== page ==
Endoscopic and Laser Assisted Decompression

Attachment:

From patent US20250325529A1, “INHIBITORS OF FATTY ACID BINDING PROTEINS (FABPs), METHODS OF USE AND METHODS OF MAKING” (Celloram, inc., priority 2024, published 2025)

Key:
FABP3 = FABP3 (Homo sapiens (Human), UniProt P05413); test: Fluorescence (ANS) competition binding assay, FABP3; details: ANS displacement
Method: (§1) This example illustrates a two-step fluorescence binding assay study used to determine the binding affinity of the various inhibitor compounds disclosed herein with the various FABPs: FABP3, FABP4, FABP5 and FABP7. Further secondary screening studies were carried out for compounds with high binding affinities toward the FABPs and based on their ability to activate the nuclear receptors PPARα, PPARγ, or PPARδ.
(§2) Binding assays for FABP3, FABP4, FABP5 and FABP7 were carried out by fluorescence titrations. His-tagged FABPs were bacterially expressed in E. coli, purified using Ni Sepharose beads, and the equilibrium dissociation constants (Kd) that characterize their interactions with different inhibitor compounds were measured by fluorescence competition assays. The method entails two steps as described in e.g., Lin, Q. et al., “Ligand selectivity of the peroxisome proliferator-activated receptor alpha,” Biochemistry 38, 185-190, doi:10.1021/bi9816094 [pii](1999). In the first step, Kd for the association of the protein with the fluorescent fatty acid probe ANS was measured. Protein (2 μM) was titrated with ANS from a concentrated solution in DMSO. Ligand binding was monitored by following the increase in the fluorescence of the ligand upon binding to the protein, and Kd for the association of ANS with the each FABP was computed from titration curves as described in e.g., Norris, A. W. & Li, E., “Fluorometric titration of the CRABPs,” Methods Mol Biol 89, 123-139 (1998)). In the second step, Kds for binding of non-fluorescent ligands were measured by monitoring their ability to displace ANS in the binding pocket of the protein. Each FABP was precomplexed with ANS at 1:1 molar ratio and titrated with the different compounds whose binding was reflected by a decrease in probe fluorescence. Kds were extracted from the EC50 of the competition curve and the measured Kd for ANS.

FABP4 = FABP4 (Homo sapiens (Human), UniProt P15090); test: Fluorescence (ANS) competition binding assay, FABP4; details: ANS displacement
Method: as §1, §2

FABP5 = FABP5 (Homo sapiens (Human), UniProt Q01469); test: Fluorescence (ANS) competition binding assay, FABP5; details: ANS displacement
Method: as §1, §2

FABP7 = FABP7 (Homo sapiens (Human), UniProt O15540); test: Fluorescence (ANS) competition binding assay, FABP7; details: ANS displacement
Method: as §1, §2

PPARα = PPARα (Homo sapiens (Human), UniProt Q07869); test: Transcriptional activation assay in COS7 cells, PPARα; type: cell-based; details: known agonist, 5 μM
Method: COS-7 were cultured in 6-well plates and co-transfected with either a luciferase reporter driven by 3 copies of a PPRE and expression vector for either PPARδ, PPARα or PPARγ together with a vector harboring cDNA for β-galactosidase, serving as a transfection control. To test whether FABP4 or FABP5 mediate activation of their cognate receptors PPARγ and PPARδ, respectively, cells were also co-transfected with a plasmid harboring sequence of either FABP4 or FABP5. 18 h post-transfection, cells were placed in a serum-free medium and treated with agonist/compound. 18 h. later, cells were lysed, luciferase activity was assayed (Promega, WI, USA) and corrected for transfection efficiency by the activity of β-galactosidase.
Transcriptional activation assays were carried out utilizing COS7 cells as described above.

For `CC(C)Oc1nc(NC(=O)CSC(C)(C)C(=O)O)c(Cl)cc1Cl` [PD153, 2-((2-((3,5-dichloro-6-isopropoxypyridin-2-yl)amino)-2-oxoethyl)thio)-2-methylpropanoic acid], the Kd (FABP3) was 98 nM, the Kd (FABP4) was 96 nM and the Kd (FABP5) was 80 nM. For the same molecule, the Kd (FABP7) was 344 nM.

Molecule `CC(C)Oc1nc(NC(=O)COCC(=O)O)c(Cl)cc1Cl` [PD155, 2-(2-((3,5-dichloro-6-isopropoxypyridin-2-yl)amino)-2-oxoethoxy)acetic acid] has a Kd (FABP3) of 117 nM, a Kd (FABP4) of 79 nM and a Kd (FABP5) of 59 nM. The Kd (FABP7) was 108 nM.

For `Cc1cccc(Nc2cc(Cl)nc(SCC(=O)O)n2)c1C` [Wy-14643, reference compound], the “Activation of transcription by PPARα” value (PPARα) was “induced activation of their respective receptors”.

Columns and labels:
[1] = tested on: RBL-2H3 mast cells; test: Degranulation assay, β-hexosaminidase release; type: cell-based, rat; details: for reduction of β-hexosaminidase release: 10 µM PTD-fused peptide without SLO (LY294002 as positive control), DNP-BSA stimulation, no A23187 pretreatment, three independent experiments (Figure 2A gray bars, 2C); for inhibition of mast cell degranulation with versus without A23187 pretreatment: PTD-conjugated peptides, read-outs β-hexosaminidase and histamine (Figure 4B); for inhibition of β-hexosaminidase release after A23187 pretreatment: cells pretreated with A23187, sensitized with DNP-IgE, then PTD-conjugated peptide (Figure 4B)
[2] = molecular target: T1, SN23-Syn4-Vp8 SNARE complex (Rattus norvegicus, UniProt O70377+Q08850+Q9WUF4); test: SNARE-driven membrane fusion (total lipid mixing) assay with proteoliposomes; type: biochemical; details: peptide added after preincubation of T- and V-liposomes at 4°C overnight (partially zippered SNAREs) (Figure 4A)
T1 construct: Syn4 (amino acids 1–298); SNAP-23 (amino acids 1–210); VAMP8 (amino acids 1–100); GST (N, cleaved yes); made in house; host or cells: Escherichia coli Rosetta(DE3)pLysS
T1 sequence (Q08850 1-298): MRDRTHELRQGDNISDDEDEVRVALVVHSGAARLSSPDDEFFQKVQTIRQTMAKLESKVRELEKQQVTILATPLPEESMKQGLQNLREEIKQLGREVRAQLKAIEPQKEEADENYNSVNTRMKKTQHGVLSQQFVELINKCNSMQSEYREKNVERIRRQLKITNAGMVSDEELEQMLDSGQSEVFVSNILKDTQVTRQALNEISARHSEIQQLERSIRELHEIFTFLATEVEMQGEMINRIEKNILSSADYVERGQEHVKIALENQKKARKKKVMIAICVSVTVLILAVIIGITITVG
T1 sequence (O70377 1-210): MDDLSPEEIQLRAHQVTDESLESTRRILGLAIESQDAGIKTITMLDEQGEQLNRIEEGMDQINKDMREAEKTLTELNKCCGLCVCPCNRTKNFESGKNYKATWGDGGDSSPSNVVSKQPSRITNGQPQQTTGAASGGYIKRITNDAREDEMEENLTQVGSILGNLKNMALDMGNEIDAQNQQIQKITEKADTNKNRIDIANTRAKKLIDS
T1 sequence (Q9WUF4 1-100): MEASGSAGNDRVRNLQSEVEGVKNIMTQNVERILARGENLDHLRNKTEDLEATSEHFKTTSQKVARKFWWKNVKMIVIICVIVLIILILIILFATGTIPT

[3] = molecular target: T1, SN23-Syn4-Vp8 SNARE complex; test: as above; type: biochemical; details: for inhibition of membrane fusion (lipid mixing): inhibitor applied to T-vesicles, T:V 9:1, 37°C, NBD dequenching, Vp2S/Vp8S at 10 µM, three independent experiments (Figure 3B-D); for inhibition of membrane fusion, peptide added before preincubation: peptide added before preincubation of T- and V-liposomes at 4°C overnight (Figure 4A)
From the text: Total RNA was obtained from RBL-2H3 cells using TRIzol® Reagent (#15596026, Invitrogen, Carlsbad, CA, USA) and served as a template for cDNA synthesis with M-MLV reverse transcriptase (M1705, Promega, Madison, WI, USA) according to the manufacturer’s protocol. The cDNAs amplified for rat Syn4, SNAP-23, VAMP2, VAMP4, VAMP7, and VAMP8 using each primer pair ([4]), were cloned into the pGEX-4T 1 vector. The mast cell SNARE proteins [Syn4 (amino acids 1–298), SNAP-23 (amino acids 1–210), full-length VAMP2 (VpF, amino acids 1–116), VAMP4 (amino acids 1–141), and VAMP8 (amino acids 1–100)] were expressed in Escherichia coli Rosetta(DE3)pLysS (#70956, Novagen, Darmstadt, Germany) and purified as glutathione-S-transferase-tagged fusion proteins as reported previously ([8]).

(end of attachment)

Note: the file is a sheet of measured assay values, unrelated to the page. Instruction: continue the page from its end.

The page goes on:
An endoscope is a very thin fiber-optic video camera, which can be used to see internal portions of the body. The camera sends the images to a monitor similar to a television. The endoscope is made with built-in magnification and a light source. Surgery is performed by passing instruments through the endoscope to remove disc material or bone spurs. The major advantage of the endoscope is that it allows for the procedure to be done through a very small incision with minimal tissue damage, while allowing direct visualization of the desired anatomy via the camera. A laser is a device that produces a form of light energy. Surgical lasers are typically used to remove (ablate) unwanted or abnormal tissue. As the affected tissues absorb the laser, light is converted to heat. As the tissue is heated, it vaporizes, a process known as ablation. Percutaneous disc decompression involves placing a long needle into the disc and passing some type of instrument through the needle to remove small channels of disc material from within the disc. The instrument may be a mechanical device, laser or other tool. The theory behind this treatment is that by removing disc material from within the disc, pressure on the outer wall is relieved, reducing the radicular or sciatic symptoms caused by the disc bulge.